Choosing Sleeping Bags

Ask any experienced camper and they will all say that one of the secrets to enjoying camping life is to get a good night’s sleep. Warmth and comfort are key – and these are achieved if you use a good sleeping bag.

Luckily, you do not have to spend a fortune on a sleeping bag. While price tags tend to reflect the quality of materials and build, it is the more luxurious or technical bags that tend to have the wallet-emptying characteristics. A good sleeping bag does not have to break the bank.


Sleeping bag designs tend to be limited to a mummy-shape, like our Nebula range that tapers to the foot to reduce the internal space that needs to be heated by the body to stay warm, and versatile envelope-styles like our Asteroid range that provide space to move at night yet may feel colder due to the amount of body heat needed to create a snug haven. Hybrid shapes and slimmer envelope styles bring the benefits of both shapes together while minimising any negative points.


Do not skimp on your bedding for there is nothing worse than waking up feeling chilly. Good bags will provide ample ventilation to cope with overheating on hot, balmy nights. A sleeping bag liner, like our Travel Sheets, used to help keep the inside of your sleeping bag clean and add extra insulation, can be used on its own if things get too hot. So, just concentrate on keeping warm.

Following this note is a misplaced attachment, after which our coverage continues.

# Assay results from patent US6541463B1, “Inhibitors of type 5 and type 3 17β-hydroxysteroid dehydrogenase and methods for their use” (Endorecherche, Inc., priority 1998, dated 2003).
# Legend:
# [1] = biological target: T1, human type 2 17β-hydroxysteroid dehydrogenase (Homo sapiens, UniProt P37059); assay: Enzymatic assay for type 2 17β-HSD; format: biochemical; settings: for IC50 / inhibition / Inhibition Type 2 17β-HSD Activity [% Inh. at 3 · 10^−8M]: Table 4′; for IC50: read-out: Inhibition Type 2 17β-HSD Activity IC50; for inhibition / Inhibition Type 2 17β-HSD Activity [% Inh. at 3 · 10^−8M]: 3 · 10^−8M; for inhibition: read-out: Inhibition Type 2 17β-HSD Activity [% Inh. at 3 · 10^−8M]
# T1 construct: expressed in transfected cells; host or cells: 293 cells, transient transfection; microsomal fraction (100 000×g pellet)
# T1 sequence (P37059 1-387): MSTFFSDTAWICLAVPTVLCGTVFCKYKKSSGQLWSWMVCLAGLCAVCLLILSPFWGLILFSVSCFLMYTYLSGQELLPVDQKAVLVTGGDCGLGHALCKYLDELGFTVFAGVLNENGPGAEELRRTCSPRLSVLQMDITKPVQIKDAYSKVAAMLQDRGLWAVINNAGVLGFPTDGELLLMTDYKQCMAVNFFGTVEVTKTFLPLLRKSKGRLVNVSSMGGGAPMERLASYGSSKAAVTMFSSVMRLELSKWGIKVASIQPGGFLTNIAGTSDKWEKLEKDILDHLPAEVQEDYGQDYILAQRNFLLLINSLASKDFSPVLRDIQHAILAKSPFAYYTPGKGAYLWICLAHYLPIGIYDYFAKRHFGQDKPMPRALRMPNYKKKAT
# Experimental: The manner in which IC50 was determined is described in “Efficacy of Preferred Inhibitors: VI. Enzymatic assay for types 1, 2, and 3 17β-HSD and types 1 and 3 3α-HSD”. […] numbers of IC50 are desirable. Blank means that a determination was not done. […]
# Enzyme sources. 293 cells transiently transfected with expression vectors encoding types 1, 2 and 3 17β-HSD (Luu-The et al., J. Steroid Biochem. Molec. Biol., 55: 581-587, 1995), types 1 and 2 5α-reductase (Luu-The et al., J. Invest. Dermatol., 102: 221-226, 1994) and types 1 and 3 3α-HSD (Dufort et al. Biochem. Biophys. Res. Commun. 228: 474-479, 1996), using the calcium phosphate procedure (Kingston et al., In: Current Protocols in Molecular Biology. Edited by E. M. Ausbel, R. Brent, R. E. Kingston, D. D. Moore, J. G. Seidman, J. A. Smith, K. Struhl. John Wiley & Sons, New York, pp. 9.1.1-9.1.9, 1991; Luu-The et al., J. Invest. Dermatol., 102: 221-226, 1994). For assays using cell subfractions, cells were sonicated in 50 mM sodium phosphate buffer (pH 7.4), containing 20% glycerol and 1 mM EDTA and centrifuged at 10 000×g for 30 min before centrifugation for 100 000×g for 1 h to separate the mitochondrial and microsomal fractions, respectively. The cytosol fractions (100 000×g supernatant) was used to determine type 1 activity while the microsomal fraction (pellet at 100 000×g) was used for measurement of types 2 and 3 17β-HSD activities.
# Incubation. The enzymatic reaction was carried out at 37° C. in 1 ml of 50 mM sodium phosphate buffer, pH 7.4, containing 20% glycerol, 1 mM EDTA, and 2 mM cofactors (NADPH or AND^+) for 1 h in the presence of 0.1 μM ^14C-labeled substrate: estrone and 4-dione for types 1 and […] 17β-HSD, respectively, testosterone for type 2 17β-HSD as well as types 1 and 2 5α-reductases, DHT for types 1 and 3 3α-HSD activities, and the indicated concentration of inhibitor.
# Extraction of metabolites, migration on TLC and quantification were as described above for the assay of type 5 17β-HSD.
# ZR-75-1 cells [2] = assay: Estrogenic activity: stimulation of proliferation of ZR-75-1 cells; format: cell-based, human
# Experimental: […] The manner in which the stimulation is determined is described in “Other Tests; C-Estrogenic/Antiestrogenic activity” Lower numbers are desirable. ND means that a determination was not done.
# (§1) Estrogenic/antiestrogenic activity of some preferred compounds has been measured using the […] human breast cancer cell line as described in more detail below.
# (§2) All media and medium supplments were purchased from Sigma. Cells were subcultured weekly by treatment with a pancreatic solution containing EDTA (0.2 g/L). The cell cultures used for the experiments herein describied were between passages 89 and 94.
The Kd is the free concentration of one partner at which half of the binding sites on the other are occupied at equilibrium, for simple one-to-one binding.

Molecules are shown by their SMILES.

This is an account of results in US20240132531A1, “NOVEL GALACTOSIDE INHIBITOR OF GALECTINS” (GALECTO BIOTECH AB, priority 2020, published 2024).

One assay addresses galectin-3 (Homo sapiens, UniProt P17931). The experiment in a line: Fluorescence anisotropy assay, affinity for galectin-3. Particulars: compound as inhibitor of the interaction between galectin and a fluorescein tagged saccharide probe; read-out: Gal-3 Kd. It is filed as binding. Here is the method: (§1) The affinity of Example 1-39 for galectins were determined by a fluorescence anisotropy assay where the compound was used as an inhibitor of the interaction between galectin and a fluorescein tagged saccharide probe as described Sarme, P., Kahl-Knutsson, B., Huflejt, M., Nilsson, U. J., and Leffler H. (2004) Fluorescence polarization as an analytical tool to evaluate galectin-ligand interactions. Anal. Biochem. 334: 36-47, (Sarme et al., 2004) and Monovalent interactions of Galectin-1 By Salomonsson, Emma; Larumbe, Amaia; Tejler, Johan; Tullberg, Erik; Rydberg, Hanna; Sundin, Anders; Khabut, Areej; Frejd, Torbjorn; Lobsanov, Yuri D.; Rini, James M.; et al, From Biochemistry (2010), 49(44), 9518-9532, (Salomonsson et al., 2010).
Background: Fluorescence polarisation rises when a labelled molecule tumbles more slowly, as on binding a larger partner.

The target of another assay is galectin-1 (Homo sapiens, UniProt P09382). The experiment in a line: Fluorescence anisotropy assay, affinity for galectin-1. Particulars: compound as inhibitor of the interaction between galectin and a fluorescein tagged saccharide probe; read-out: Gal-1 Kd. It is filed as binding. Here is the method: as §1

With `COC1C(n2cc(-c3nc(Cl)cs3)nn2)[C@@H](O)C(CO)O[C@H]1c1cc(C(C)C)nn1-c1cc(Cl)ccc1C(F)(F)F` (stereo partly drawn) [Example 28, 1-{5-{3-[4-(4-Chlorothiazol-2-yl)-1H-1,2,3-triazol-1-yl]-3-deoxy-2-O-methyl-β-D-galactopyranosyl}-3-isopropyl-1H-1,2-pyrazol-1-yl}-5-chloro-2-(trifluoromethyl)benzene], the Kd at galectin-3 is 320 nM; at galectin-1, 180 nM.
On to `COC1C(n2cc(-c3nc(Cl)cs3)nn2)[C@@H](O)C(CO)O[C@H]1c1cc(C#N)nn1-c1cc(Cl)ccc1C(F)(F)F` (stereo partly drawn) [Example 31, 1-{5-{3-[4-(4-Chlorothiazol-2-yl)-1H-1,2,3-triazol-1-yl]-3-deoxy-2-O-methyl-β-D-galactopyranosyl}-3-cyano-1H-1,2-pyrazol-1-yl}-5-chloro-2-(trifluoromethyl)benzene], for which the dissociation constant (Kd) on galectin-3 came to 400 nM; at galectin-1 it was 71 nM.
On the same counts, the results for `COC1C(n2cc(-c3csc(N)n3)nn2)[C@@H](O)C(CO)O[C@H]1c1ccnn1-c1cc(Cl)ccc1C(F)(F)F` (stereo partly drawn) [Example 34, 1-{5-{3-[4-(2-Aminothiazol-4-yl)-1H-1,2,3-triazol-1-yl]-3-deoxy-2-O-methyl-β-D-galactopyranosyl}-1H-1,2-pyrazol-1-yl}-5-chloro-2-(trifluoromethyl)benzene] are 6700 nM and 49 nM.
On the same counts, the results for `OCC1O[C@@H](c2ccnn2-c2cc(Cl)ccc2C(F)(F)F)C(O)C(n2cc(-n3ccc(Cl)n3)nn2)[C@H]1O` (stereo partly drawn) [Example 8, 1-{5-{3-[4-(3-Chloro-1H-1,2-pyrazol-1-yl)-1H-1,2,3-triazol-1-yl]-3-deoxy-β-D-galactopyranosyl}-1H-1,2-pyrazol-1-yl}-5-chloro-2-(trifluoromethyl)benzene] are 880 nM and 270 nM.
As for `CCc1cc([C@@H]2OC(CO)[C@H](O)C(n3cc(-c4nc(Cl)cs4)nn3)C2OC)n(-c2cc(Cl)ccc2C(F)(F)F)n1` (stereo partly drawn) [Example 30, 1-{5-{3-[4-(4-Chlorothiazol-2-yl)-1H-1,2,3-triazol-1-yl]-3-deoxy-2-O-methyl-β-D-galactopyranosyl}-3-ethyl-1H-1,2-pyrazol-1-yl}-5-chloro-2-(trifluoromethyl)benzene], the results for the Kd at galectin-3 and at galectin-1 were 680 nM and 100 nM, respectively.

Keeping warm





Most manufacturers will have a season rating to give you an idea as to when they can be used. And all our sleeping bags are also tested to EN13537 – the official European Standard that defines how to test, measure and label a sleeping bag. 


Insulation
Insulation traps a layer of air between you and your surroundings. Duck down is used as the premium fill – those tiny filaments trap a lot of air. Having no quill down has little ‘body’ and is often reinforced by the addition of feathers. It is very susceptible to water and loses its insulation properties if wet. Not only does water rapidly draw heat away from the body but it also stops down’s ability to loft – the drawing in of that insulating layer of trapped air which makes it expand from its compressed state. And some campers have a down allergy. Sleeping bags store down in chambers that allow an even spread and stops it migrating to one area.